• Geometry, clear lines, abstracted shapes, photomontage, san serif fonts, bold primary palettes
  • Rejected decorative stylization in favor of the industrial assemblage of materials.
  • Applied these ideals to architecture, urban space, clothing, theatre, graphics, and social activism.
  • Political leanings, initially Communism, artists/designers later emigrated to the USA.

Watch the videos below to learn more about the key ideas that define the Russian Constructivist / Avant-Garde movement and the lasting influence we see in visual design. Does anything in the visual or ideological aspects of this movement inspire or repulse you? Why?

Russian Avant-Garde – MOMA

NOTE: In the video below, watch from 24:42 to 29:19

The Soviet Revolution – Graphic Design History (Watch from 24:42 to 29:19)

Influence on Contemporary Design

Futurism, Constructivism, and the avant-garde, in general, had a profound impact on the evolution of graphic design, advertising, fashion, industrial design, architecture, theater, and more. Born from the political and societal influences of the time, we can see how the concepts of universality, authorship, and social responsibility are present in Futurist and Constructivist manifestos and, most importantly, WHY!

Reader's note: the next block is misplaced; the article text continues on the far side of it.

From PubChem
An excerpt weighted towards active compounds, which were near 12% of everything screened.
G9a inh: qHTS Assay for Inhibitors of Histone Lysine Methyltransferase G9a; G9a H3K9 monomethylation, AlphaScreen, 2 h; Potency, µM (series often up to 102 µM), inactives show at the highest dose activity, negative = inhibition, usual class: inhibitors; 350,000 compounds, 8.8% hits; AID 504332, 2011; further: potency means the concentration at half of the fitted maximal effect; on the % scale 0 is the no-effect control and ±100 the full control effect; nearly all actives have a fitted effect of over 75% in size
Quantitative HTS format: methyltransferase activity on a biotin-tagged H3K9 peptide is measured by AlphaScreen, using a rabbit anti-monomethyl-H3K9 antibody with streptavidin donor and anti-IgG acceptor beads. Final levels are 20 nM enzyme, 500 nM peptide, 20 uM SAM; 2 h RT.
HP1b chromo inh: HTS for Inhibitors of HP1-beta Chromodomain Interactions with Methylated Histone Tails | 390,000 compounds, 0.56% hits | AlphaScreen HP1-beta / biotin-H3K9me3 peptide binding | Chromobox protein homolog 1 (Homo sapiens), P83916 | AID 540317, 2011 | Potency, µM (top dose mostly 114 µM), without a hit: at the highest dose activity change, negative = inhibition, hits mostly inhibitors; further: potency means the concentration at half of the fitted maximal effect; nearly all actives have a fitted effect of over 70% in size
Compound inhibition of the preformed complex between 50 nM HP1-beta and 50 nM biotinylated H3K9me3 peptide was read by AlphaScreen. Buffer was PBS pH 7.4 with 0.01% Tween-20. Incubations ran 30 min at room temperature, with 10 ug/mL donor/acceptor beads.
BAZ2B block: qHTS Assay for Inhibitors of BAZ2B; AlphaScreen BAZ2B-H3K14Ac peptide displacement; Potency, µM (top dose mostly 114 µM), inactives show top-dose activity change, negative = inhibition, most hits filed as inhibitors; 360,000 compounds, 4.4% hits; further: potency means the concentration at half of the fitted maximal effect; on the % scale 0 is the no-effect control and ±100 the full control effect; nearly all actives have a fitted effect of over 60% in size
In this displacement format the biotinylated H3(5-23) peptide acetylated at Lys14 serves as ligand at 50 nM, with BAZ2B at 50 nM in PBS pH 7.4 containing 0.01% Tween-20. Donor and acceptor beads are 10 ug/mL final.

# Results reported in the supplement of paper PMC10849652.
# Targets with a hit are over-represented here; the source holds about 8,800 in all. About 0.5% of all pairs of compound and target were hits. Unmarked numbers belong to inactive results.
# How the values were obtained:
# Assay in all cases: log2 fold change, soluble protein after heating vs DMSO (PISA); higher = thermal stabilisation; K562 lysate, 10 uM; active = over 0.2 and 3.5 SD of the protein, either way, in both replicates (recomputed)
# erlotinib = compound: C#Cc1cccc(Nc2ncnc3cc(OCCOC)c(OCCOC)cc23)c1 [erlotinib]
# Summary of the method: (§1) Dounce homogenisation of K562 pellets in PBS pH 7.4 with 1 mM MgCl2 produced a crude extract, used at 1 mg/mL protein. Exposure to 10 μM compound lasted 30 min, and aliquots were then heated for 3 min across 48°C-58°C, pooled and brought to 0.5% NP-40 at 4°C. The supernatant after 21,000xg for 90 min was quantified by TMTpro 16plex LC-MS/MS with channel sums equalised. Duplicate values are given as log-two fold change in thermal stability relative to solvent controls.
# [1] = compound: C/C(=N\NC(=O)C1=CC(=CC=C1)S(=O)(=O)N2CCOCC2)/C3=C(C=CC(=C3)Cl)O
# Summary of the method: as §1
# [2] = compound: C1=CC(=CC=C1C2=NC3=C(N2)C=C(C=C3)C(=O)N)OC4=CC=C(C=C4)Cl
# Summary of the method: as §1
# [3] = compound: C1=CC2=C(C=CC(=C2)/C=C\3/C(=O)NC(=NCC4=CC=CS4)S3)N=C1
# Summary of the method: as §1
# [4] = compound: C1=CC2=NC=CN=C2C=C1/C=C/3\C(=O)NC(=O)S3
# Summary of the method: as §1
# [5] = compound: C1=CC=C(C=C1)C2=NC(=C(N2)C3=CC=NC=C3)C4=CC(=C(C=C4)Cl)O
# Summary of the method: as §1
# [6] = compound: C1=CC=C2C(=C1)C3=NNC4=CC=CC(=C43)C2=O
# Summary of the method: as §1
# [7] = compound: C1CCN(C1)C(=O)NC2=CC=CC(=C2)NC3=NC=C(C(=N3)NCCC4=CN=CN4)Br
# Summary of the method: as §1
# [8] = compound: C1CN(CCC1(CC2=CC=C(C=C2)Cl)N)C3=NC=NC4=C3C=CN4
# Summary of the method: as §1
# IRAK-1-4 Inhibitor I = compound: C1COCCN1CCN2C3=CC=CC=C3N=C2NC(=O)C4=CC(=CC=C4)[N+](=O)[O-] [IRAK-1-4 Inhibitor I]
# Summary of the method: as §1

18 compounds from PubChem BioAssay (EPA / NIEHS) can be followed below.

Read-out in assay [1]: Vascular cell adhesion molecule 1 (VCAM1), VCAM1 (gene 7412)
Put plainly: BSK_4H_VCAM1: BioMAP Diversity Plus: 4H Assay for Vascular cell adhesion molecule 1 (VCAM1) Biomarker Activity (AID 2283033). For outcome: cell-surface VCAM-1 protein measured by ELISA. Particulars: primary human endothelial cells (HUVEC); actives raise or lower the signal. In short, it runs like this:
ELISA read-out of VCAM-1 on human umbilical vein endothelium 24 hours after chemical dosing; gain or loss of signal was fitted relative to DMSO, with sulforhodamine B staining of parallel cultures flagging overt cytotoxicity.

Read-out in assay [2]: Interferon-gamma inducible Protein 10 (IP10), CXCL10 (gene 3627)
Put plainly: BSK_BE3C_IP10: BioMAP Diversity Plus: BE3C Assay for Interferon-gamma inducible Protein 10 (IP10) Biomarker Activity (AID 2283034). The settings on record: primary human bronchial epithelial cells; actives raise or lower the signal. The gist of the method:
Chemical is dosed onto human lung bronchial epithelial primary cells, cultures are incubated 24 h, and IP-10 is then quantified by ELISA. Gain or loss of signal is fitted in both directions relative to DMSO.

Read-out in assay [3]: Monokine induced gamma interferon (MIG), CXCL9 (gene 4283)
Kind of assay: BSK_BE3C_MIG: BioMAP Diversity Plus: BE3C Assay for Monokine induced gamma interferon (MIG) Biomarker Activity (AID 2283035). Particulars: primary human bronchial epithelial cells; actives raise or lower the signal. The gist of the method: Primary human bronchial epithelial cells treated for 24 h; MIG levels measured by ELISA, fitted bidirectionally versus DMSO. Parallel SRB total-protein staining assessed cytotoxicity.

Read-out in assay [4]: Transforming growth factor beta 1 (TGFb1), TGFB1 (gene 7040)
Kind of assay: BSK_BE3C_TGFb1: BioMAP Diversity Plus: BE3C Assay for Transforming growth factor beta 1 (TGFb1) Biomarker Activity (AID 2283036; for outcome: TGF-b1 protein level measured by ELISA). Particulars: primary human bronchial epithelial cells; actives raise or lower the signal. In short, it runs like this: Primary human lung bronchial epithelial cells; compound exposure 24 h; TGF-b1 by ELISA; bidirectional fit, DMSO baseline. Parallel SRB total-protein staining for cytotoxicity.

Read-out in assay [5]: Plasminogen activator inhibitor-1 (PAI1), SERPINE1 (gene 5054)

You can start to see how some of the graphic styles of these two movements that we’ve explored still linger in the design we see today. And you might also explore how the manifesto has and continues to be a tool for designers to express their ideas.

Check out this site dedicated to Design Manifestos.


  • What common views do these Futurist and Constructivist artists/designers share, and where might they disagree?
  • Which elements in the manifestos remain relevant in the present, and which are problematic? 
  • In what ways can political and economic power be expressed through visual design?
  • How do mass communication technologies influence society?

NOTE: A City Tech ID is needed to access some online resources. Additional openly licensed resources will be added as they become available.


Use Hypothesis to annotate as you read the texts. See Using Hypothesis for details.

  1. F.T. Marinetti: Manifesto of Futurism (1909), design manifestos .org
  2. Aleksandr Rodchenko, “Who We Are: Manifesto of the Constructivist Group (1922)” in Armstrong, Helen. Graphic Design Theory: Readings From the Field, Princeton Architectural Press, 2009: 22-24, 52, ProQuest Ebook Central
  3. El Lissitzky, “Our Book (1926)” in Armstrong, Helen. Graphic Design Theory: Readings From the Field, Princeton Architectural Press, 2009: 25-31, ProQuest Ebook Central
  4. El Lissitzky: The Topology of Typography, design manifestos .org

Other Readings

Use Hypothesis to annotate as you read the texts. See Using Hypothesis for details.

  1. How the Imagery of the Russian Revolution Married Ideology, Politics + Progressive Graphic Design by Emily Gosling, Eye on Design. May 1st, 2017
  2. Arp, Hans, and El Lissitzky, eds. The Isms of Art. Zurich: Eugen Rentsch, 1925.
  3. Helfand, Jessica. “De Stijl, New Media, and the Lessons of Geometry.” Screen: Essays on Graph. 1997.
  4. Shopping Phantasmagoria, MoMA magazine, Katie Farris, Dec 17, 2020 (interesting essay/poem related to Constructivism and Consumerism)